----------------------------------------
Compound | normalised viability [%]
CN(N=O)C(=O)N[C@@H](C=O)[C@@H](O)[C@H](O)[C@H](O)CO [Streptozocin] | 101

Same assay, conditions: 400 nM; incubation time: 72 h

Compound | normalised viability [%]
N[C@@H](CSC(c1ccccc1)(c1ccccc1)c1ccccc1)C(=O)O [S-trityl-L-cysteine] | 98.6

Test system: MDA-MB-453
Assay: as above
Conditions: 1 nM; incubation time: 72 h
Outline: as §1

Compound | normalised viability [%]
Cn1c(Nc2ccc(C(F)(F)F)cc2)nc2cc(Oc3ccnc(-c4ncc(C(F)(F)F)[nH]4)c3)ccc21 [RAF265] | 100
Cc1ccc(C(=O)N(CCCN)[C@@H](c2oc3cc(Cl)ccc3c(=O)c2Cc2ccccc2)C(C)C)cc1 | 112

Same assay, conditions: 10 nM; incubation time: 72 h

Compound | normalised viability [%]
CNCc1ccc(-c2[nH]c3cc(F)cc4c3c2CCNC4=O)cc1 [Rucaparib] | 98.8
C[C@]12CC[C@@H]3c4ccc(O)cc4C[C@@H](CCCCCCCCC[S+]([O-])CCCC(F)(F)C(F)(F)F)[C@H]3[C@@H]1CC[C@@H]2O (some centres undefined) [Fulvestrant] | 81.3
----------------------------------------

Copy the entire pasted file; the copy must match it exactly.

Compound | normalised viability [%]
CN(N=O)C(=O)N[C@@H](C=O)[C@@H](O)[C@H](O)[C@H](O)CO [Streptozocin] | 101

Same assay, conditions: 400 nM; incubation time: 72 h

Compound | normalised viability [%]
N[C@@H](CSC(c1ccccc1)(c1ccccc1)c1ccccc1)C(=O)O [S-trityl-L-cysteine] | 98.6

Test system: MDA-MB-453
Assay: as above
Conditions: 1 nM; incubation time: 72 h
Outline: as §1

Compound | normalised viability [%]
Cn1c(Nc2ccc(C(F)(F)F)cc2)nc2cc(Oc3ccnc(-c4ncc(C(F)(F)F)[nH]4)c3)ccc21 [RAF265] | 100
Cc1ccc(C(=O)N(CCCN)[C@@H](c2oc3cc(Cl)ccc3c(=O)c2Cc2ccccc2)C(C)C)cc1 | 112

Same assay, conditions: 10 nM; incubation time: 72 h

Compound | normalised viability [%]
CNCc1ccc(-c2[nH]c3cc(F)cc4c3c2CCNC4=O)cc1 [Rucaparib] | 98.8
C[C@]12CC[C@@H]3c4ccc(O)cc4C[C@@H](CCCCCCCCC[S+]([O-])CCCC(F)(F)C(F)(F)F)[C@H]3[C@@H]1CC[C@@H]2O (some centres undefined) [Fulvestrant] | 81.3